Documentaries consist of a very small slice of total consumer entertainment. After a comment was made on the subject, Bill Hader joked about how he, Fred Armisen and Seth Meyers approached IFC, “You know those movies not a lot of people watch? We want to celebrate those.”
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The 2014 Nelsonville Music Festival begins on May 29. Produced by Stuart’s Opera House, the festival will once again feature an impressive slate of performances in “the beautiful, rolling hills of Southeast Ohio”. In anticipation of the tenth annual festival, PopMatters interviews the organizers about its history and growing reputation.
Tim Peacock, executive director of Stuart’s Opera House, describes the event as “an unlikely festival in an unlikely town” and says, “Nelsonville, with its… hills and forests… is in the most beautiful part of Ohio.” Marketing director Brian Koscho speaks in similar terms of the festival as “a special event in a great place”. He says, “I’m biased, but it is. Southeast Ohio is my home and it is a beautiful part of our world. It isn’t the most obvious place for a festival to be, but once people make it down for the first time we hope they see why it is here.”
In the midst of an extensive New York winter, Tinariwen stopped through New York to promote their new album Emmaar (“heat of the breeze”). The falling snow isn’t something the Malian band is used to out in the Saharan desert. But unfortunately, their country is in disarray given that attempts to create a separate or autonomous area in Azawad as a home for the Tuareg people have resulted in an extremist Islamic presence escalating conflicts with the Malian government. Tinariwen was thus persuaded to record Emmaar in a different desert, California’s Joshua Tree.
It’s not an overstatement to say that Anberlin’s sixth proper full length, Vital, was one of the most criminally underrated rock records of 2012. The Florida rockers have developed a penchant for crafting alt-rock records that challenge the listener while maintaining a distinct accessibility, and Vital may very well be the band’s defining work. Chock-full of urgent guitar riffs and burning calls for hope amidst desperation, the album may be the band’s heaviest to date – both in terms of sound and content.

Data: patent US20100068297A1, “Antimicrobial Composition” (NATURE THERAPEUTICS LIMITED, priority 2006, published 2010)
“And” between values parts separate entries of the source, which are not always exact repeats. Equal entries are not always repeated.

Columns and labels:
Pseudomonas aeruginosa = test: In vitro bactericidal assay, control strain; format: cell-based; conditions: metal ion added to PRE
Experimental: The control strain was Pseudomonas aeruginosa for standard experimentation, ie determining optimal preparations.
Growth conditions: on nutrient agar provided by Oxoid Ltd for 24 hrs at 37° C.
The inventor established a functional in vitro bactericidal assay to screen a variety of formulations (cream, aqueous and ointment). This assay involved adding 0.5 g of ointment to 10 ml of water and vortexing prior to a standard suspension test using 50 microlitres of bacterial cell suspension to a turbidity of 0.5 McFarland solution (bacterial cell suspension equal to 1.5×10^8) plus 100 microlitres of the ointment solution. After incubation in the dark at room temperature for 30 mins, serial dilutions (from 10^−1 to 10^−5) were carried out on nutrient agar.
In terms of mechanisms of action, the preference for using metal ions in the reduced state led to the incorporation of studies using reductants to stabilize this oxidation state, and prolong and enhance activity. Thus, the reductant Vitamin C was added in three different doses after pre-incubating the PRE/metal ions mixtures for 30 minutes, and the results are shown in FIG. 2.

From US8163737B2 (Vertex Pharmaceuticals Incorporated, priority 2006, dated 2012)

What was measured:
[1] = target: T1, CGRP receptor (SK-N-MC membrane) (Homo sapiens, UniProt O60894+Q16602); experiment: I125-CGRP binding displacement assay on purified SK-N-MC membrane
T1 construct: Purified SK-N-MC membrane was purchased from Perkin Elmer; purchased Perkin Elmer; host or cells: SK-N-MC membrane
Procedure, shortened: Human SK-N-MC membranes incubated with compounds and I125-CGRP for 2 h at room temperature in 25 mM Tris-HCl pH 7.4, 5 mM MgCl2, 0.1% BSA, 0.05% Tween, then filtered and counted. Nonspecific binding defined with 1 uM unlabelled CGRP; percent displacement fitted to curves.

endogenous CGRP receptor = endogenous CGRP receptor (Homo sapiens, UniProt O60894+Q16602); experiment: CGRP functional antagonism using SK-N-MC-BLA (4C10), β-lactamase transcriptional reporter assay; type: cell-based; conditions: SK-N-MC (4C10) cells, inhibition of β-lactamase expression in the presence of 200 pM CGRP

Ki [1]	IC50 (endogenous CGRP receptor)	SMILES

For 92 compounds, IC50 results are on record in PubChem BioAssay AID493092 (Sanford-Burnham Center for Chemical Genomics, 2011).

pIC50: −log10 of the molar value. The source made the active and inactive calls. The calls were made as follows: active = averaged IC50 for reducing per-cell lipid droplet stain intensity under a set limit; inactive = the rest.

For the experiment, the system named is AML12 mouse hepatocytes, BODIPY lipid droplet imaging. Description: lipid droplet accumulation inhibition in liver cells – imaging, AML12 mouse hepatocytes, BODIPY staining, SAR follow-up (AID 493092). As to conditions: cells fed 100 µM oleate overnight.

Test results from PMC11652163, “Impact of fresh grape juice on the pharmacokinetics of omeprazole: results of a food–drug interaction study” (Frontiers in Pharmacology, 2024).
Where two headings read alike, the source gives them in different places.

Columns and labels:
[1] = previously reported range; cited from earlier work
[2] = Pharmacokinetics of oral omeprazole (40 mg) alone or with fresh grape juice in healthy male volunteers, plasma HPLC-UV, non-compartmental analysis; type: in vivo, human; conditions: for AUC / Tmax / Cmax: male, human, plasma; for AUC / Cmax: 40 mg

What is even more impressive than Anberlin’s ability to capture fiery emotion on tape is the band’s knack for stripping it all down in their acoustic live performances. Last spring, the band took their first official acoustic trek, showcasing a different side of a band already known for its diverse talents. Now, a mere year later, the band is treating any cities that missed out on last year’s jaunt with a new slew of acoustic dates.
Tom Jackson is a passionate teacher of performance, working with artists individually or in a classroom setting to electrify musical acts on stage. He tours like he’s still in a band himself, stopping in towns to offer words of wisdom and bring out the brazen confidence that lurks within any musician. In New York City for the recent New Music Seminar, Jackson’s session “Live Performance Workshop: Making the Band”, kept a rapt audience chuckling with witticisms such as “Guys like guitar riffs, girls like relationships,” and how bands need to ask, “Are you dating your audience or are you married to them?” Jackson’s website onstagesuccess.com details his philosophy, along with offers for his own merch of books and DVD sets. But Jackson is also proud of a profitable sideline, connecting artists with non-profit organizations through his Artist Tour Support program. Touring is expensive and Jackson’s program provides another revenue outlet for the band, while fundraising for organizations that he has developed a relationship with through meetings and research. There is a simple form on his website for artists to inquire about future opportunities and an expanded roster of charities that benefit from this collaboration, including Childfund International and Heifer International. Over a lunch break during the seminar, he chatted with PopMatters about the Tour Support Program.
// Sound Affects
"On the elusive yet clearly existential sadness that adds layers and textures to music.READ the article